Things couldn’t have gone any better for Manny Pacquiao when he squared off against Brandon Rios at the Cotai Arena in Macau, China on Nov. 23.
Pacquiao, who went 0-2 in 2012, dominated his 12-rounder against Rios from start to finish; silencing critics who felt the Filipino congressman’s days as an elite boxer were over after Juan Manuel Marquez brutally knocked him out last December.
Clearly, Pacquiao (55-5-2, 38 KOs) still has a little bit left in his tank.
With the dominant performance turned in against Rios, talks about a potential super-fight against Floyd Mayweather are, once again, commonplace.
“That fight should happen, particularly after that performance,” Pacquiao’s promoter Bob Arum said. “If everybody wants it to happen, it can happen. I mean, there’s no impediment. It’s been done before.”
Interesting comments from Arum since every attempt to organize Mayweather vs. Pacquiao has been derailed by unnecessary impediments.
First, Mayweather’s request for Olympic style drug testing (OSDT) during the first round of negotiations was too demanding, then came a meaningless ultimatum.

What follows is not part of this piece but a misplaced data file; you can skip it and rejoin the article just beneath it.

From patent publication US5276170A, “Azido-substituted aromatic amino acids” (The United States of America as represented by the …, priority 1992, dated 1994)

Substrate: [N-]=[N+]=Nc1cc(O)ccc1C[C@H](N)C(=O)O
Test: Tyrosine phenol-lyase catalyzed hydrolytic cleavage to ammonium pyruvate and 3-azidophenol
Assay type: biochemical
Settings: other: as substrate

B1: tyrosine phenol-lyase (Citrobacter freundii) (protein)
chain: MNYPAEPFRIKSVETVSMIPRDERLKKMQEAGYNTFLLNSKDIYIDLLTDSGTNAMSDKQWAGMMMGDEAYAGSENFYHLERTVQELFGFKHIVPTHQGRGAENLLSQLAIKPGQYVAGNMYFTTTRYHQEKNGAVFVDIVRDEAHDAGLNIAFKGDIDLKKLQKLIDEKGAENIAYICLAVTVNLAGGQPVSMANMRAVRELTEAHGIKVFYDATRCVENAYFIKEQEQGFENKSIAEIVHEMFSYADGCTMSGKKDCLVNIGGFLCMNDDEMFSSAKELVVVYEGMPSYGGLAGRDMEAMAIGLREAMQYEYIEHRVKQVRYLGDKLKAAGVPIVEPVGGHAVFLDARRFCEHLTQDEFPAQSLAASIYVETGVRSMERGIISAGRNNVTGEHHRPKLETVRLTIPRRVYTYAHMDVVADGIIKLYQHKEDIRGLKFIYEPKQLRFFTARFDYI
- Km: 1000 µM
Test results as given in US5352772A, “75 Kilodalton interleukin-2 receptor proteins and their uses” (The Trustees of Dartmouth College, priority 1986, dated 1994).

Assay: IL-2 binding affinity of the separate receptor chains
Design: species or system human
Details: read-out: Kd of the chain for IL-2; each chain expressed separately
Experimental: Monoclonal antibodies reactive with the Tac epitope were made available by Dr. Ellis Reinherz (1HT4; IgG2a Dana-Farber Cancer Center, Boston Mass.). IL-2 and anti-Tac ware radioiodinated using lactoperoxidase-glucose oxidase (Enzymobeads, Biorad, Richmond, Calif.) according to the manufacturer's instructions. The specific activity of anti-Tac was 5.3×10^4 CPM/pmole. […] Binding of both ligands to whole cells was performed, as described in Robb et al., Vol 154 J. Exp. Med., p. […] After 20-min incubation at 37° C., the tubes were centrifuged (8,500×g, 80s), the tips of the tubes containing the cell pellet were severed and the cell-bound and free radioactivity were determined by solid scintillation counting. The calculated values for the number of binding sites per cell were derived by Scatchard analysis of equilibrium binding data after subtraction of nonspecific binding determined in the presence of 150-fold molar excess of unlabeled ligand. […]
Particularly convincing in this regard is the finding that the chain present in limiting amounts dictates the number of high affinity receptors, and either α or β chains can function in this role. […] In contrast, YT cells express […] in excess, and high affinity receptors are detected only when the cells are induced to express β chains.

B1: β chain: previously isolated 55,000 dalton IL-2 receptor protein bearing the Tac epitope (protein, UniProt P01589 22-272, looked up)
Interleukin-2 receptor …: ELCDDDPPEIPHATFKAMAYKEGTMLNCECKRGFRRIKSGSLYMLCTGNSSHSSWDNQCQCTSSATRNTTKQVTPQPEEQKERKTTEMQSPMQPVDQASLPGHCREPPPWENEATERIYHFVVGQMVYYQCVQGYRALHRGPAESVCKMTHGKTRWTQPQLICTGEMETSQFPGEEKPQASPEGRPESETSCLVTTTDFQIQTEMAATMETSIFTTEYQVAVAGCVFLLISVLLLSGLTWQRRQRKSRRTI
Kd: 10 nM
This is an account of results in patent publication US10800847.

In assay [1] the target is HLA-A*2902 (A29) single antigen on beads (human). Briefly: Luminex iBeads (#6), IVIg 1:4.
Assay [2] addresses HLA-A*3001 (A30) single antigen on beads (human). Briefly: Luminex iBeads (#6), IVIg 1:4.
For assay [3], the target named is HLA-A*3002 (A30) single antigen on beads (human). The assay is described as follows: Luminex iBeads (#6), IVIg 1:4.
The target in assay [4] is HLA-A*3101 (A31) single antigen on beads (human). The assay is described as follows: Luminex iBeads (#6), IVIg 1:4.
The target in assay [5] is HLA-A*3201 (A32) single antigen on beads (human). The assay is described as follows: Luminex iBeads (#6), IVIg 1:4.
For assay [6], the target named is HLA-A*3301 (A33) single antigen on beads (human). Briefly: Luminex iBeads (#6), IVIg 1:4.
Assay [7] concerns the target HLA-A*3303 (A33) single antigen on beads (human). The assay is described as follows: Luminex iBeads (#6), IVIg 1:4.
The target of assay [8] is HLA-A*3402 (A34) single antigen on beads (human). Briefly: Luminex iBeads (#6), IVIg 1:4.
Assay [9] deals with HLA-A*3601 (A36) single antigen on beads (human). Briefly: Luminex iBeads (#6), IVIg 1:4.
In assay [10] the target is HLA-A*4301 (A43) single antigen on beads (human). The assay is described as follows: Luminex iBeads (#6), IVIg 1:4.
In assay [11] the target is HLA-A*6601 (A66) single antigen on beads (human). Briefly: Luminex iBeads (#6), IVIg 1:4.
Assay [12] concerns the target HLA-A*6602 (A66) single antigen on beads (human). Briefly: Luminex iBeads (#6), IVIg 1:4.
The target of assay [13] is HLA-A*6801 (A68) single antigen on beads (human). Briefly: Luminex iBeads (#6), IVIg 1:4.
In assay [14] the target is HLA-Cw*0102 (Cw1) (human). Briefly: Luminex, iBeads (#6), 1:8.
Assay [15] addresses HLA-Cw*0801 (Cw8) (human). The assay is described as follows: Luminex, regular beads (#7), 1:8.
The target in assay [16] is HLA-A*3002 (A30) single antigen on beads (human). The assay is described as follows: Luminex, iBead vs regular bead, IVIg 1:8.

During the last round of negotiations, Arum used every excuse in the book from Pacquiao needing more time for a cut to heal, to the MGM Grand not being big enough for a super-fight. The entire fiasco wouldn’t have been so bizarre if Arum wasn’t vehemently campaigning for a May 2012 fight against Mayweather when it appeared Money would not be able to make the date due to legal troubles.
Arum’s bluff was called when a judge postponed Mayweather’s sentence, then the excuses started flowing.
There was also a disagreement on how the pay-per-view revenue generated by a Mayweather vs. Pacquiao fight should be split.
Last time around, Manny felt a 45/55 percent split — with Mayweather getting the larger share — would be fair, but, even with his dominant performance against Rios, he’ll need to go a lot lower than that during the next round of negotiations if he wants to be taken seriously by Mayweather’s camp.
Clearly, there are obstacles — primarily Arum — in the way of a Mayweather vs. Pacquiao super-fight, so for now, the fight remains exactly what it has always been: A fantasy that keeps the public’s attention on both men.